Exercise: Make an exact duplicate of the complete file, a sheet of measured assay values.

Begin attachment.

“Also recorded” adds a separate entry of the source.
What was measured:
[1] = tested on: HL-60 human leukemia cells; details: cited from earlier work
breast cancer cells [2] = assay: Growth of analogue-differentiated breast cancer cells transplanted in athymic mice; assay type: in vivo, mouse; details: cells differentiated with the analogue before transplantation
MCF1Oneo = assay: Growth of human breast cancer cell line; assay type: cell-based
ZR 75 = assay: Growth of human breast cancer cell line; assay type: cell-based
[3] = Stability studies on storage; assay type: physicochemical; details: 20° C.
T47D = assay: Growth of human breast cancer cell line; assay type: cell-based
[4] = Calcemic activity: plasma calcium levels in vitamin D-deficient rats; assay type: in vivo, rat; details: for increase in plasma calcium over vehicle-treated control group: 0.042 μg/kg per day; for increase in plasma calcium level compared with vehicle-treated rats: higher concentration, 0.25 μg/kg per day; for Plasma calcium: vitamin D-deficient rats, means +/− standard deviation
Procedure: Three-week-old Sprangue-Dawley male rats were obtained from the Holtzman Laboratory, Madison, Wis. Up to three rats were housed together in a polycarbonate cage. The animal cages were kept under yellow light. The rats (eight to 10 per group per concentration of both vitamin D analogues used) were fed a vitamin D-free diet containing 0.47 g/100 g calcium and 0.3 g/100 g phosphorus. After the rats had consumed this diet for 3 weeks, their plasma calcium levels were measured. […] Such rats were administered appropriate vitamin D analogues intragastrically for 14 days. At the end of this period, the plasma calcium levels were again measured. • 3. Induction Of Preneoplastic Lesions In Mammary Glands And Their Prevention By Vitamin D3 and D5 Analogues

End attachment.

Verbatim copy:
“Also recorded” adds a separate entry of the source.
What was measured:
[1] = tested on: HL-60 human leukemia cells; details: cited from earlier work
breast cancer cells [2] = assay: Growth of analogue-differentiated breast cancer cells transplanted in athymic mice; assay type: in vivo, mouse; details: cells differentiated with the analogue before transplantation
MCF1Oneo = assay: Growth of human breast cancer cell line; assay type: cell-based
ZR 75 = assay: Growth of human breast cancer cell line; assay type: cell-based
[3] = Stability studies on storage; assay type: physicochemical; details: 20° C.
T47D = assay: Growth of human breast cancer cell line; assay type: cell-based
[4] = Calcemic activity: plasma calcium levels in vitamin D-deficient rats; assay type: in vivo, rat; details: for increase in plasma calcium over vehicle-treated control group: 0.042 μg/kg per day; for increase in plasma calcium level compared with vehicle-treated rats: higher concentration, 0.25 μg/kg per day; for Plasma calcium: vitamin D-deficient rats, means +/− standard deviation
Procedure: Three-week-old Sprangue-Dawley male rats were obtained from the Holtzman Laboratory, Madison, Wis. Up to three rats were housed together in a polycarbonate cage. The animal cages were kept under yellow light. The rats (eight to 10 per group per concentration of both vitamin D analogues used) were fed a vitamin D-free diet containing 0.47 g/100 g calcium and 0.3 g/100 g phosphorus. After the rats had consumed this diet for 3 weeks, their plasma calcium levels were measured. […] Such rats were administered appropriate vitamin D analogues intragastrically for 14 days. At the end of this period, the plasma calcium levels were again measured. • 3. Induction Of Preneoplastic Lesions In Mammary Glands And Their Prevention By Vitamin D3 and D5 Analogues